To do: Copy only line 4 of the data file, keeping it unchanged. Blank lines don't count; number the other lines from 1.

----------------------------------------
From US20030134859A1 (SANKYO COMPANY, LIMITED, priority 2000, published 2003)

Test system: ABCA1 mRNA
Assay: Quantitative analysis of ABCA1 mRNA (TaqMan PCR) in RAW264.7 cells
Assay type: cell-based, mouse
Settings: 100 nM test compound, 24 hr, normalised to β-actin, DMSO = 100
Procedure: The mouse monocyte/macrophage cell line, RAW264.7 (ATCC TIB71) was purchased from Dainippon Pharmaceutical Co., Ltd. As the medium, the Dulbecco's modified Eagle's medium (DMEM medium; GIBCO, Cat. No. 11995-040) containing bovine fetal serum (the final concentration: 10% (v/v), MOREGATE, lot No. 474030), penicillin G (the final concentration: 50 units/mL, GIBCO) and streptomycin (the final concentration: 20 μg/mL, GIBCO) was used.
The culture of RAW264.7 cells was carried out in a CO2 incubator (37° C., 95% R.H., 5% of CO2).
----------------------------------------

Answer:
Assay type: cell-based, mouse